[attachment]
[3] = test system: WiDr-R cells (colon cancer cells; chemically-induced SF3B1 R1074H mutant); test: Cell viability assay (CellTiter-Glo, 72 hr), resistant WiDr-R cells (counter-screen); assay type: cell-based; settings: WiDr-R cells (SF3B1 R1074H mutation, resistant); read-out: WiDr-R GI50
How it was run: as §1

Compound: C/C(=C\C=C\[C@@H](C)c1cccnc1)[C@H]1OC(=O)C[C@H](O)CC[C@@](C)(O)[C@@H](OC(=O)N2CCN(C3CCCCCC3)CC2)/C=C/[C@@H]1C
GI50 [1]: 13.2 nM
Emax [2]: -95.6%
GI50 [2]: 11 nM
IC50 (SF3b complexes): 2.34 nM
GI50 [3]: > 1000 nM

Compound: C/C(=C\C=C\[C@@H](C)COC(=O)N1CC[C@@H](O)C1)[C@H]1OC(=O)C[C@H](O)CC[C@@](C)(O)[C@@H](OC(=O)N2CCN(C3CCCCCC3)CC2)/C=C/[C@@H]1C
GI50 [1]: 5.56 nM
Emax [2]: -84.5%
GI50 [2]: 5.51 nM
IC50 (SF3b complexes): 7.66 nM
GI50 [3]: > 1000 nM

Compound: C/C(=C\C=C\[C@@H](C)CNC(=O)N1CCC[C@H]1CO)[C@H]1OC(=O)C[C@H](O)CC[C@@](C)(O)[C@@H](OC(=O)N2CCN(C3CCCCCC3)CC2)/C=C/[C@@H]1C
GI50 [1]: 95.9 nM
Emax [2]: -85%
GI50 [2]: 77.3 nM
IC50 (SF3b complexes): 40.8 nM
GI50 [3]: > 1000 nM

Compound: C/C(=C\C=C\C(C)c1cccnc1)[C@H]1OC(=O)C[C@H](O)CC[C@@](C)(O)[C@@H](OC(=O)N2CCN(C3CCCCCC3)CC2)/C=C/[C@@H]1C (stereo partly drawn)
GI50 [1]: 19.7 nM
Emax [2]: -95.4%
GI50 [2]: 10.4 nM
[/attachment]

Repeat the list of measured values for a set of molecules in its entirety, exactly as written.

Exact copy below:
[3] = test system: WiDr-R cells (colon cancer cells; chemically-induced SF3B1 R1074H mutant); test: Cell viability assay (CellTiter-Glo, 72 hr), resistant WiDr-R cells (counter-screen); assay type: cell-based; settings: WiDr-R cells (SF3B1 R1074H mutation, resistant); read-out: WiDr-R GI50
How it was run: as §1

Compound: C/C(=C\C=C\[C@@H](C)c1cccnc1)[C@H]1OC(=O)C[C@H](O)CC[C@@](C)(O)[C@@H](OC(=O)N2CCN(C3CCCCCC3)CC2)/C=C/[C@@H]1C
GI50 [1]: 13.2 nM
Emax [2]: -95.6%
GI50 [2]: 11 nM
IC50 (SF3b complexes): 2.34 nM
GI50 [3]: > 1000 nM

Compound: C/C(=C\C=C\[C@@H](C)COC(=O)N1CC[C@@H](O)C1)[C@H]1OC(=O)C[C@H](O)CC[C@@](C)(O)[C@@H](OC(=O)N2CCN(C3CCCCCC3)CC2)/C=C/[C@@H]1C
GI50 [1]: 5.56 nM
Emax [2]: -84.5%
GI50 [2]: 5.51 nM
IC50 (SF3b complexes): 7.66 nM
GI50 [3]: > 1000 nM

Compound: C/C(=C\C=C\[C@@H](C)CNC(=O)N1CCC[C@H]1CO)[C@H]1OC(=O)C[C@H](O)CC[C@@](C)(O)[C@@H](OC(=O)N2CCN(C3CCCCCC3)CC2)/C=C/[C@@H]1C
GI50 [1]: 95.9 nM
Emax [2]: -85%
GI50 [2]: 77.3 nM
IC50 (SF3b complexes): 40.8 nM
GI50 [3]: > 1000 nM

Compound: C/C(=C\C=C\C(C)c1cccnc1)[C@H]1OC(=O)C[C@H](O)CC[C@@](C)(O)[C@@H](OC(=O)N2CCN(C3CCCCCC3)CC2)/C=C/[C@@H]1C (stereo partly drawn)
GI50 [1]: 19.7 nM
Emax [2]: -95.4%
GI50 [2]: 10.4 nM